Why the timing of SF Giants first baseman LaMonte Wade Jr.'s injury is so unfortunate

Philadelphia Phillies v San Francisco Giants
Philadelphia Phillies v San Francisco Giants / Lachlan Cunningham/GettyImages
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SF Giants first baseman LaMonte Wade Jr. landed on the injured list with a hamstring strain at the end of May. He was on a tear at the plate but the injury likely clouds any chances he had of making the All-Star team.

Why the timing of SF Giants first baseman LaMonte Wade Jr.'s injury is so unfortunate

Of course, the Giants also have to worry about replacing Wade Jr.'s production at the plate. For the time being, they will go with Wilmer Flores and Trenton Brooks at first base. Given that Wade Jr. is expected to miss at least four weeks, you can cross one name off of the list.

For the lefty bat, it felt like everything was beginning to click in a way we have not seen before. Sure, he has been a solid hitter in the past as he posted a .769 OPS in the three years leading up to this one and he has consistently shown a knack for the clutch hit.

However, Wade Jr. was not only the Giants' best hitter but one of the better hitters in the National League. He slashed .333/.470/.426 (169 wRC+) with two home runs, 17 RBI, and 22 runs in 166 plate appearances. This includes a 19.9 percent walk rate, 21.1 percent strikeout rate, and a .093 ISO.

Given that Bob Melvin has used Wade Jr. primarily as a platoon bat against right-handed pitching, he falls just shy of qualifying for the leaderboards. I will add that he was beginning to see some more time and success against lefties as well.

If the 30-year-old was a qualified hitter, his 19.9 percent walk rate would comfortably lead baseball. Kyle Tucker is the current leader with a 17.4 percent walk rate. Not only does he walk at a high rate, but he is able to limit his strikeouts as well.

The BB/K ratio is one of the many measures to evaluate a player's control of the strike zone. If a hitter has a BB/K ratio above 1.0, it means that they walk more than they strike out. That is an impressive rate that only two qualified hitters currently maintain (Tucker and Mookie Betts). That said, Wade Jr.'s 0.94 BB/K would be tied for fourth in baseball with Jurickson Profar.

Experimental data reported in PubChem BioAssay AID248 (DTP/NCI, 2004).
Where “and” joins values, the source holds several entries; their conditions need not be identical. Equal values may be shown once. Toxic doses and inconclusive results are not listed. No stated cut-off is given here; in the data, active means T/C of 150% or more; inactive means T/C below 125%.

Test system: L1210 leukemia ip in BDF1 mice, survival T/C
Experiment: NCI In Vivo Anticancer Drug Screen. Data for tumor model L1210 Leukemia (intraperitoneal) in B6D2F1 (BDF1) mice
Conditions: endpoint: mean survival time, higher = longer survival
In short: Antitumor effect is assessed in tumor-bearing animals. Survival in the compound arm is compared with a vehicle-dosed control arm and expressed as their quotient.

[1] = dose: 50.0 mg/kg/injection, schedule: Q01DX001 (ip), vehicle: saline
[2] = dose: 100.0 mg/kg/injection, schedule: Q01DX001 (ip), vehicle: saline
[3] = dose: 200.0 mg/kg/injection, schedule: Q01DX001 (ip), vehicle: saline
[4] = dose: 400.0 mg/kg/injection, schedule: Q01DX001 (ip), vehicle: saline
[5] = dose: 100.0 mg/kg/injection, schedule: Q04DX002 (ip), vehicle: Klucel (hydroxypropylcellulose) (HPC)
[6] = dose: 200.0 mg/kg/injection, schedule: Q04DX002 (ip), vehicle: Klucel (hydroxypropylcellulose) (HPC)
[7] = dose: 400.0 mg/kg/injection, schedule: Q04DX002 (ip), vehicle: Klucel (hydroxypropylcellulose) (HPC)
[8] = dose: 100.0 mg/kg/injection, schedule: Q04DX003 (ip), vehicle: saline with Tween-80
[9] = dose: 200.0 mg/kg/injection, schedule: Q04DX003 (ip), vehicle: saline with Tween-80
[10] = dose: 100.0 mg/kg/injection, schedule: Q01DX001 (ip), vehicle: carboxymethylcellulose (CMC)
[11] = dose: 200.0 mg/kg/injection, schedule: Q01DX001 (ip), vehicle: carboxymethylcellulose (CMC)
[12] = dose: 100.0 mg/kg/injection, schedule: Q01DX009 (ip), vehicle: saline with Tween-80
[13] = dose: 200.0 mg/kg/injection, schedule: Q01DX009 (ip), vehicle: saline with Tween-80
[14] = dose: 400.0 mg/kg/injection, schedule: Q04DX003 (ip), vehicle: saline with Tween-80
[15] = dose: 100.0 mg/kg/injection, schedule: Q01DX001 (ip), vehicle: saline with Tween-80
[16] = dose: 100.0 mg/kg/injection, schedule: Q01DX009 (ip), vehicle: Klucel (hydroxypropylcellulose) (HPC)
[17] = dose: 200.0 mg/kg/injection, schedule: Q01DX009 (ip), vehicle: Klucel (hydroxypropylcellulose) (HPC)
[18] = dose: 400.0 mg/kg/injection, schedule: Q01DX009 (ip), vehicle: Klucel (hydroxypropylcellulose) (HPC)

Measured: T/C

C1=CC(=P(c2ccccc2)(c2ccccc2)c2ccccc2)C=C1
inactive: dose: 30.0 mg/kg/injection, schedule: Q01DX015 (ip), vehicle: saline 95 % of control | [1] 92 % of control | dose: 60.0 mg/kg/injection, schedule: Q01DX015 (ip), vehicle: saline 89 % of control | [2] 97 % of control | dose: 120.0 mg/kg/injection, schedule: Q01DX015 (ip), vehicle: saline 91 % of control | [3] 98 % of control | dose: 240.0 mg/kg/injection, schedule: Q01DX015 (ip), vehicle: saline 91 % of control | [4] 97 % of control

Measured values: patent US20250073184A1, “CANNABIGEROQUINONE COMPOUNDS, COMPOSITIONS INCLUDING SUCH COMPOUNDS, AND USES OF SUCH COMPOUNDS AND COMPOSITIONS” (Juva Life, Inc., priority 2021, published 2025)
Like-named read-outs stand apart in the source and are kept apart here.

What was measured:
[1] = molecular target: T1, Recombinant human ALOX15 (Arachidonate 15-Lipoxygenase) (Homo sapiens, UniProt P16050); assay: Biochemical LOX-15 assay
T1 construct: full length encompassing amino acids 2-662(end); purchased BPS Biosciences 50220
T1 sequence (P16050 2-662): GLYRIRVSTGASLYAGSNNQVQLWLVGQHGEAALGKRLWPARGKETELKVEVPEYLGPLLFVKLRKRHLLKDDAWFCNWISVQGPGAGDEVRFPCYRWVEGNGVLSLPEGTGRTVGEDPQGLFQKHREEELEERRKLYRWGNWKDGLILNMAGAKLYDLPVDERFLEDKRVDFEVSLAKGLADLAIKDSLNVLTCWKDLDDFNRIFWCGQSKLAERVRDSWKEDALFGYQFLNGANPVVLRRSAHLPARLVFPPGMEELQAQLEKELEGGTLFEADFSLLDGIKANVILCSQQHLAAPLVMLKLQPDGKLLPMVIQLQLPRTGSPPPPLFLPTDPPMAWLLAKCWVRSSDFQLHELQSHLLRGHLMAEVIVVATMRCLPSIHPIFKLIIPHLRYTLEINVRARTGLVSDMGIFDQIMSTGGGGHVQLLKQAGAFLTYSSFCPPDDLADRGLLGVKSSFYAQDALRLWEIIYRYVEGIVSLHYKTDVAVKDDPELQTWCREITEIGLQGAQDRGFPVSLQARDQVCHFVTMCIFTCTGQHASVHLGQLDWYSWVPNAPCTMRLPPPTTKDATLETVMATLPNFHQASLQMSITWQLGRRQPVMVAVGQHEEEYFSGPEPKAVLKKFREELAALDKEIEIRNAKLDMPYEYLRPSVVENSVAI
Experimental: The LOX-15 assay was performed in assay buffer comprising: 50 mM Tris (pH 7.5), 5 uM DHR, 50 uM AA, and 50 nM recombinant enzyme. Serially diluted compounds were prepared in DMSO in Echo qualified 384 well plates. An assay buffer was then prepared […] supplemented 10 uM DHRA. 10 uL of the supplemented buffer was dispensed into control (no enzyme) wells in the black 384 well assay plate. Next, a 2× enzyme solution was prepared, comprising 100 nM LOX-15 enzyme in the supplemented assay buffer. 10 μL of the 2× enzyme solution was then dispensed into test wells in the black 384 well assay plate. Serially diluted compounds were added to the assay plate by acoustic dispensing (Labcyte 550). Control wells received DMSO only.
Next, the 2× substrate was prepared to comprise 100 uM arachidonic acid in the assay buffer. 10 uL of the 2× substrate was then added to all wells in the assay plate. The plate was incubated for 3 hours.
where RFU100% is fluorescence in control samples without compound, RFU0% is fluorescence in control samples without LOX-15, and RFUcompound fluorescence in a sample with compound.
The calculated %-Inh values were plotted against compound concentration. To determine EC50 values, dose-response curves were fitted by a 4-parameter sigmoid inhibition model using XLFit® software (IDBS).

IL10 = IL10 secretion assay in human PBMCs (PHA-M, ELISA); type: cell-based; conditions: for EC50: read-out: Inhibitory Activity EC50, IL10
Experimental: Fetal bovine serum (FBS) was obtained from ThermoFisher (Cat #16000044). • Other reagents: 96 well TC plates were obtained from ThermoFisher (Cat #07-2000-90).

Of course, walking is not why someone should make an All-Star team. That said, the high walk rate helps to explain Wade Jr.'s stellar on-base percentage. He was reaching base at a .470 clip, which would comfortably lead baseball if he qualified for the leaderboards. Profar is the leader with a .424 on-base percentage.

On-base percentage is part of what has made him such a strong hitter in 2024. This is in addition to just being a really good hitter overall.

First base is a tough position for the All-Star team. In the NL, it is loaded with talent like Freddie Freeman and Bryce Harper. Both players have a good chance at heading to Globe Life Field in Texas next month.

In terms of wRC+, Harper and Freeman lead all first basemen in 2024 with 149 wRC+ and 142 wRC+, respectively. Again, Wade Jr. does not qualify for the leaderboards. I am pointing this out to benchmark his numbers against the rest of baseball. It helps to put his 169 wRC+ into perspective and explain why he would be a legitimate candidate for the All-Star team.

All-Star teams get it wrong all the time. It happens for a number of reasons, notably the rule that requires each team to have a representative. This is not to say that Wade Jr. would have made the All-Star team if not for the injury, but he is performing at an All-Star level. That is undeniable and the recognition is important.

Wade Jr. will be arbitration-eligible one more time next winter. Perhaps, the Giants try to work out an extension to buy out his remaining season of team control and one or two years of free agency.

If not, being able to say that you made an All-Star team would help your case in whatever amount you are negotiating. In addition to this, some players only get one chance to make the All-Star team in their career. The Giants hope that Wade Jr.'s recent surge is a trend that is here to stay.